Microsatellite instability has a positive prognostic impact on stage II colorectal cancer after complete resection: results from a large, consecutive Norwegian series

Ann Oncol. 2013 May;24(5):1274-82. doi: 10.1093/annonc/mds614. Epub 2012 Dec 12.


Background: Microsatellite instability (MSI) was suggested as a marker for good prognosis in colorectal cancer in 1993 and a systematic review from 2005 and a meta-analysis from 2010 support the initial observation. We here assess the prognostic impact and prevalence of MSI in different stages in a consecutive, population-based series from a single hospital in Oslo, Norway.

Patients and methods: Of 1274 patients, 952 underwent major resection of which 805 were included in analyses of MSI prevalence and 613 with complete resection in analyses of outcome. Formalin-fixed tumor tissue was used for PCR-based MSI analyses.

Results: The overall prevalence of MSI was 14%, highest in females (19%) and in proximal colon cancer (29%). Five-year relapse-free survival (5-year RFS) was 67% and 55% (P = 0.030) in patients with MSI and MSS tumors, respectively, with the hazard ratio (HR) equal to 1.60 (P = 0.045) in multivariate analysis. The improved outcome was confined to stage II patients who had 5-year RFS of 74% and 56% respectively (P = 0.010), HR = 2.02 (P = 0.040). Examination of 12 or more lymph nodes was significantly associated with proximal tumor location (P < 0.001).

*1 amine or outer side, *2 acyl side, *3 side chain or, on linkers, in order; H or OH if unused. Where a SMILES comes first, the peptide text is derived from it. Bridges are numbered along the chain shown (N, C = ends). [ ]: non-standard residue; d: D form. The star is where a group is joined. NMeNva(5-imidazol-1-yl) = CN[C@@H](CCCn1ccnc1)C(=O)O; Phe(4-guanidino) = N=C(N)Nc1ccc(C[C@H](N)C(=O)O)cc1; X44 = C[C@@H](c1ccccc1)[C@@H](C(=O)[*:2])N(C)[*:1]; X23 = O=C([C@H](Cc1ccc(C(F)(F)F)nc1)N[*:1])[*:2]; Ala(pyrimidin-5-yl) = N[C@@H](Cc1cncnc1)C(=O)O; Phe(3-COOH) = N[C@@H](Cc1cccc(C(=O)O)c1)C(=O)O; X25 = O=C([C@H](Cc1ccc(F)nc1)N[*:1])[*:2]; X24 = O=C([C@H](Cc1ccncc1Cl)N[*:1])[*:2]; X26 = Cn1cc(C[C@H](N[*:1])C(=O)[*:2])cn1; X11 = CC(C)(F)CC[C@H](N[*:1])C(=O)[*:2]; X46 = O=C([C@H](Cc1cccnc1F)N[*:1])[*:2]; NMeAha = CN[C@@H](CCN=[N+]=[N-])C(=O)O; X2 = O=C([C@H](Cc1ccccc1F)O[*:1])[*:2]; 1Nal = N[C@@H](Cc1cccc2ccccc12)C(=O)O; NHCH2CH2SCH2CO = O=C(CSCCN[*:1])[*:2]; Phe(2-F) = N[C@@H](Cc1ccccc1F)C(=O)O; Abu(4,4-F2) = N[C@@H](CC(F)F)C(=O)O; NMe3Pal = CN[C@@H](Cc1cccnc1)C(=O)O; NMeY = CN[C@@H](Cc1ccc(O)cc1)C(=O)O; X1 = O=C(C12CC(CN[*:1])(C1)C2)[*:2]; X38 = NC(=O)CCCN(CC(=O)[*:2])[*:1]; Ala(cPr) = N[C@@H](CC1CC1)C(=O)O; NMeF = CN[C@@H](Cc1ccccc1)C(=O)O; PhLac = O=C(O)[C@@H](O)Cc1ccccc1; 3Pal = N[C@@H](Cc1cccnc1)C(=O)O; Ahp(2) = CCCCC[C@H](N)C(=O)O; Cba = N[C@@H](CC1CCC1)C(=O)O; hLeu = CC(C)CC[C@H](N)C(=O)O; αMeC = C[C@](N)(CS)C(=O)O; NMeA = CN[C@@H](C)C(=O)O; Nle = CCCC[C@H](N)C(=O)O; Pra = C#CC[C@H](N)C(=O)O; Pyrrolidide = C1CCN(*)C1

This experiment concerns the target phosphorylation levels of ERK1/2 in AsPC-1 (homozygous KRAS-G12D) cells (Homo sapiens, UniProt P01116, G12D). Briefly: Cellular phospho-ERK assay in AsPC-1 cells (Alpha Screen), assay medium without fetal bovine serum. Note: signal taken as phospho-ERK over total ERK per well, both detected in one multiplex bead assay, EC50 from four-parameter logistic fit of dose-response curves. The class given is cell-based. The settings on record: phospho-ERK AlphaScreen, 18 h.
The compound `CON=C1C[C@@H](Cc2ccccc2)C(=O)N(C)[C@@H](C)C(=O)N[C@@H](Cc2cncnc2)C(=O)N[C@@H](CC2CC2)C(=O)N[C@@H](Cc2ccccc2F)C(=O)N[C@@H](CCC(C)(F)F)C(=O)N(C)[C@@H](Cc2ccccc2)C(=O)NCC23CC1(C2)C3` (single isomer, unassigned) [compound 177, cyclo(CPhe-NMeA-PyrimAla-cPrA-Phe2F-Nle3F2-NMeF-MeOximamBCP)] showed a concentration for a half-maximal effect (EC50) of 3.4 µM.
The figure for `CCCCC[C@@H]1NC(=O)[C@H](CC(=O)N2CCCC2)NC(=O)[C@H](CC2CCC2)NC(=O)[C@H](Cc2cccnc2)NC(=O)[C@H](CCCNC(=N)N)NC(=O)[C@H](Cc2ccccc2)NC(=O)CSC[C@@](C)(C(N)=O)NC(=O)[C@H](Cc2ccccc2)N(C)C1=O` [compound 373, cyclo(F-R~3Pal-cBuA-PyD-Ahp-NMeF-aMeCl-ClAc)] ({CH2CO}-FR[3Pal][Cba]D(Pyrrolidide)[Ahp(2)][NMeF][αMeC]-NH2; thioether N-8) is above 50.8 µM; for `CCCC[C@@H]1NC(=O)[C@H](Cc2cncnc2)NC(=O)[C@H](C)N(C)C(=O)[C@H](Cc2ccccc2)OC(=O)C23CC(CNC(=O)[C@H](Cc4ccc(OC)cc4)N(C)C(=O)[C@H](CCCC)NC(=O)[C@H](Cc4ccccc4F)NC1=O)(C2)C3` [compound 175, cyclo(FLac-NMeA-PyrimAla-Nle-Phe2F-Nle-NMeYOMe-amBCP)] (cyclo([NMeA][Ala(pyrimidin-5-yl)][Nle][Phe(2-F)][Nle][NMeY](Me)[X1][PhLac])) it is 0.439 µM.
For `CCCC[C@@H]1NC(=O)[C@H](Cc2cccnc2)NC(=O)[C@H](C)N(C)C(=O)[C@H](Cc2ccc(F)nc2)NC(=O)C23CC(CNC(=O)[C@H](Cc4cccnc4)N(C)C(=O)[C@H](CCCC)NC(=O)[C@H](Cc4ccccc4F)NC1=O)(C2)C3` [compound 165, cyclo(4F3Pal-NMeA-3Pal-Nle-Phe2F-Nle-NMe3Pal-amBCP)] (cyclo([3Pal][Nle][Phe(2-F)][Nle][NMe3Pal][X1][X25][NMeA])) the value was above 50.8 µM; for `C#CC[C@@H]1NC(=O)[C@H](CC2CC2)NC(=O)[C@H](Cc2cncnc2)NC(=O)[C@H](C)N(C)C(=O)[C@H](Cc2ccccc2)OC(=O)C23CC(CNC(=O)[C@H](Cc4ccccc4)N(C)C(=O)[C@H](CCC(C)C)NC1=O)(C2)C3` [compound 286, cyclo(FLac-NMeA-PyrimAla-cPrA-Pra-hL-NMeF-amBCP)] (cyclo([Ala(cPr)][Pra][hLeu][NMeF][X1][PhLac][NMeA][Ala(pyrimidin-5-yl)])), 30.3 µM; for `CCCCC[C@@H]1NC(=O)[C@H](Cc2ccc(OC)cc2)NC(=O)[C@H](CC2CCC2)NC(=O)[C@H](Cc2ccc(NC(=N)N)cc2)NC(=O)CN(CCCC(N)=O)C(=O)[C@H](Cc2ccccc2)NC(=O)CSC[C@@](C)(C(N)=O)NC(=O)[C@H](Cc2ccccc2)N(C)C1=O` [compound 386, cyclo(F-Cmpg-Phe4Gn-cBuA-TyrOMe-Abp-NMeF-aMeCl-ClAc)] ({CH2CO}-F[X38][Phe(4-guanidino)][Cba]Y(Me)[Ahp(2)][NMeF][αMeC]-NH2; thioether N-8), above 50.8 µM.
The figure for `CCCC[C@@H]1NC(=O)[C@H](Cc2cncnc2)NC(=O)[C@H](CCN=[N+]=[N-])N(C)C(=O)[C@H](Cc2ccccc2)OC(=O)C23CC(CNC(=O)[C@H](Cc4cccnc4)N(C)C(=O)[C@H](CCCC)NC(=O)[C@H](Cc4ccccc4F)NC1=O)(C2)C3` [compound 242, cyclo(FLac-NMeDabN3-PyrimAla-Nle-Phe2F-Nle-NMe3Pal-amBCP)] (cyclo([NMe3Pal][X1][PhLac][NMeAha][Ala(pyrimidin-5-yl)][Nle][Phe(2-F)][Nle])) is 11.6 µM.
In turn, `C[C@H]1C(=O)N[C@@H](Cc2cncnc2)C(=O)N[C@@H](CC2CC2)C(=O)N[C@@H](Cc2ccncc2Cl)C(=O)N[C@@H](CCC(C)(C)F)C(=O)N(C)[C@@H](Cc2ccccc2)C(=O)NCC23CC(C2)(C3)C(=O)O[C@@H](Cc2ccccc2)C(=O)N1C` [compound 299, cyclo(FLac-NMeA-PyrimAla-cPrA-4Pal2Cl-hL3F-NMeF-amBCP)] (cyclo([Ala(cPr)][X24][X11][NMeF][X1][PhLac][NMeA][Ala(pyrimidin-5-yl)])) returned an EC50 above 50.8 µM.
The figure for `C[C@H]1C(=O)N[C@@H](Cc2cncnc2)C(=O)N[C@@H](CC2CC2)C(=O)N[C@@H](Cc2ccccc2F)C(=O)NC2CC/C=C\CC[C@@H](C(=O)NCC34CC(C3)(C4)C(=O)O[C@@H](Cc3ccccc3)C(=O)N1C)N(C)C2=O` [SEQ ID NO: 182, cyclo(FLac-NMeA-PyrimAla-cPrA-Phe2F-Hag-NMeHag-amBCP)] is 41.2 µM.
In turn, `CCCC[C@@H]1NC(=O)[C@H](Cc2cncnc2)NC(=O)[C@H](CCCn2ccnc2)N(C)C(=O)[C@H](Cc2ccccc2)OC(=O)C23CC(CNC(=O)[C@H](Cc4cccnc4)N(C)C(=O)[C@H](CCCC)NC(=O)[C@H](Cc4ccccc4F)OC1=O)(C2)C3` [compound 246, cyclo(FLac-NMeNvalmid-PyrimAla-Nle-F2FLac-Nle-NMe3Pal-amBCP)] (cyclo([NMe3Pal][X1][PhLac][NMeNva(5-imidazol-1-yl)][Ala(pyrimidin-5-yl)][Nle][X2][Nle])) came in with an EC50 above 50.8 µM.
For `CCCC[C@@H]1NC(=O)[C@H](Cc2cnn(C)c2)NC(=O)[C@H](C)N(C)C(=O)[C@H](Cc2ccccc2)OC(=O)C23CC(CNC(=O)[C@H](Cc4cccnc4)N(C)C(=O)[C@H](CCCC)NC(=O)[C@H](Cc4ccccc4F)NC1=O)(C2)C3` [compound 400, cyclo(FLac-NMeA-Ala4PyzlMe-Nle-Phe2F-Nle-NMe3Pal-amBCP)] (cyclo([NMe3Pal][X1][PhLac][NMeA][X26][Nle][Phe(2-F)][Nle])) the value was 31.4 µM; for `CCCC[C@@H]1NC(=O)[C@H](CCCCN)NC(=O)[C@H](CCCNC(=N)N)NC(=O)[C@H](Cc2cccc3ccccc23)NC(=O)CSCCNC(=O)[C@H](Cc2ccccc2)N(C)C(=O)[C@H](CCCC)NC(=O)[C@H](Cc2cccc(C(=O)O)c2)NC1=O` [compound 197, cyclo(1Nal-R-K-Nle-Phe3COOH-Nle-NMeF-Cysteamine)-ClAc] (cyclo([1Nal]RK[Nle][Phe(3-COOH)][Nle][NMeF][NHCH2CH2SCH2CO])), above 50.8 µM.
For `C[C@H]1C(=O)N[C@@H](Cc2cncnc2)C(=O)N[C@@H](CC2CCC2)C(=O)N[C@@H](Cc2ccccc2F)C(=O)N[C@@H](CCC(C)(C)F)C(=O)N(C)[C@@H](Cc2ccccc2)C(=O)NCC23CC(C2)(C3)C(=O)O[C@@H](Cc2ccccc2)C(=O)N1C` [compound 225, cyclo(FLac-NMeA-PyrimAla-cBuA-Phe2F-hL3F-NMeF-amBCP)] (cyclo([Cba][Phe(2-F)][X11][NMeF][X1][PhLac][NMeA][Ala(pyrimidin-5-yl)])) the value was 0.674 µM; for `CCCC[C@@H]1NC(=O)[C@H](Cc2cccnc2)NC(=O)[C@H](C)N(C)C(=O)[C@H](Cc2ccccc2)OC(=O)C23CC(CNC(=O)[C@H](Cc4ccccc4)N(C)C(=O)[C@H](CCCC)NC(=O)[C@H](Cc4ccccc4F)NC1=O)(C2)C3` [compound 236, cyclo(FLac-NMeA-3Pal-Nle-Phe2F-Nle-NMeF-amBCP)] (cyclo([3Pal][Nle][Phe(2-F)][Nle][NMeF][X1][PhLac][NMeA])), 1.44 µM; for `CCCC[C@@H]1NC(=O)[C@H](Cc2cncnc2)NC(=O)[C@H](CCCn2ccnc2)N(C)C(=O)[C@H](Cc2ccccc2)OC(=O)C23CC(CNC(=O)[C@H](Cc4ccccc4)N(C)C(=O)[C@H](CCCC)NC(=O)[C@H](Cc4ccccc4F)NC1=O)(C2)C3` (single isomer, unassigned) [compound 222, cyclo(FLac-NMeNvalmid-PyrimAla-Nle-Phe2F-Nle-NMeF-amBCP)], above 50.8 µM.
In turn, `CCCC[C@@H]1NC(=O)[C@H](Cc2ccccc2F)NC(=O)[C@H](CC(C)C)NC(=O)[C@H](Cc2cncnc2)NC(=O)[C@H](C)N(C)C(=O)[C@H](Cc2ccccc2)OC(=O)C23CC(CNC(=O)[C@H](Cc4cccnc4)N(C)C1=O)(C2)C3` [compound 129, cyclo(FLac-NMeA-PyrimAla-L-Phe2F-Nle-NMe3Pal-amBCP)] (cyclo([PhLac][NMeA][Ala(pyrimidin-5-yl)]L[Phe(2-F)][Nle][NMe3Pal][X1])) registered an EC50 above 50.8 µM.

Conclusions: MSI has an independent positive prognostic impact on stage II colorectal cancer patients after complete resection.

Publication types

  • Research Support, Non-U.S. Gov't

MeSH terms

  • Aged
  • Aged, 80 and over
  • Biomarkers, Tumor / genetics
  • Colorectal Neoplasms / genetics*
  • Colorectal Neoplasms / mortality
  • Colorectal Neoplasms / surgery*
  • Disease-Free Survival
  • Female
  • Humans
  • Lymph Nodes / pathology
  • Lymphatic Metastasis
  • Male
  • Microsatellite Instability*
  • Middle Aged
  • Neoplasm Recurrence, Local / genetics*
  • Neoplasm Staging
  • Norway
  • Prognosis


  • Biomarkers, Tumor